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Understanding Social Security Disability: 101


Who Can Benefit from Social Security Disability?

It can be a common misconception that Social Security is only intended for the elderly for the purpose of retirement income. It is true that a lot of Social Security is given to older Americans, however, it is also intended for those who have disabilities, who have a limited income for a variety of reasons, or for families facing hardship.  Currently 58 million Americans claim and receive Social Security benefits on a monthly basis.

Social Security Disability is important to many people across the United States. Unfortunately, 1 out of 4 20-year-old Americans of today will face disability before the age of retirement.


Who is Eligible for Social Security Disability?

Despite the high numbers of Americans who will experience disability in the US, it can be difficult to claim and win approval for these benefits. The key to eligibility is in the type of disability from which a person is suffering. Strict guidelines and definitions are provided in order to decide who may receive Social Security for Disability.  The disability must be severe enough that it lasts for over a year or result in death.

How to Claim

In order to claim for Social Security Disability Benefits you will need to ensure that your medical reports adequately support your claim. This is the first and most important piece of evidence for your claim to be successful. It can be worth discussing your claim with a specialist lawyer, who can review your claim and provide their own evaluation.

You’ll be asked to fill out a variety of questionnaires, which can be completed online. From there, you’re likely to face a 5 month waiting period. You will then consequently face a review process. It usually takes around 100 days for your claim to be reviewed and for a decision to be made. If you are turned down, it is possible to make an appeal of the decision. This can typically take over a year until the final verdict is made.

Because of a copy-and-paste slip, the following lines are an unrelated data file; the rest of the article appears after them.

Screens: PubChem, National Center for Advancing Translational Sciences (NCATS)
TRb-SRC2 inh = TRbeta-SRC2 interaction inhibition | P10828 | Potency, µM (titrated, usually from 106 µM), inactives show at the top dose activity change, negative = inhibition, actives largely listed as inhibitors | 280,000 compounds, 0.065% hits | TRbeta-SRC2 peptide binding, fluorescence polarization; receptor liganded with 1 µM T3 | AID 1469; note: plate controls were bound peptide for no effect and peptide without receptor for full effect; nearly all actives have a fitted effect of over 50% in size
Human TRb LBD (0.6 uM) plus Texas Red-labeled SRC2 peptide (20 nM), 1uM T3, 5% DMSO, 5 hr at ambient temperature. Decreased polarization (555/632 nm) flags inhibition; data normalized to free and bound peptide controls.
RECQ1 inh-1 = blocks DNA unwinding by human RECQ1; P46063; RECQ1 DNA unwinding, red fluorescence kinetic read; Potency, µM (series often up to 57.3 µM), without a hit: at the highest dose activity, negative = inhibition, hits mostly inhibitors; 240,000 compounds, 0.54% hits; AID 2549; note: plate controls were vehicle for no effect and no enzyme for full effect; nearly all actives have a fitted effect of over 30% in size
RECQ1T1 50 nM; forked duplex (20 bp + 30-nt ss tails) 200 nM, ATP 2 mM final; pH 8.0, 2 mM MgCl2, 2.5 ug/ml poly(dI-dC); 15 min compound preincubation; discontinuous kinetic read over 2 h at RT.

What are SSI benefits?

SSI benefits refer to Supplemental Security Income. Dissimilar to Social Security Disability Benefits, allocated money for SSI originates from general tax revenue rather than from Social Security.

The key difference in eligibility for SSI is that these benefits are means-tested. This means that only certain people can qualify based on a series of financial requirements. This means that low income individuals and families will qualify for SSI. This is also the case for adults and children suffering disability can also qualify, but their eligibility is also means-tested, meaning that they must qualify as disabled, as well as low-income.

On the whole, for an individual to be eligible, their resources must count as less than $2,000. Equally, for a couple the limit it $3,000. In order to value your assets, your means will be tested against your cash, bank accounts and stocks and bonds. Your means will not be tested against your home or car or other insurance.

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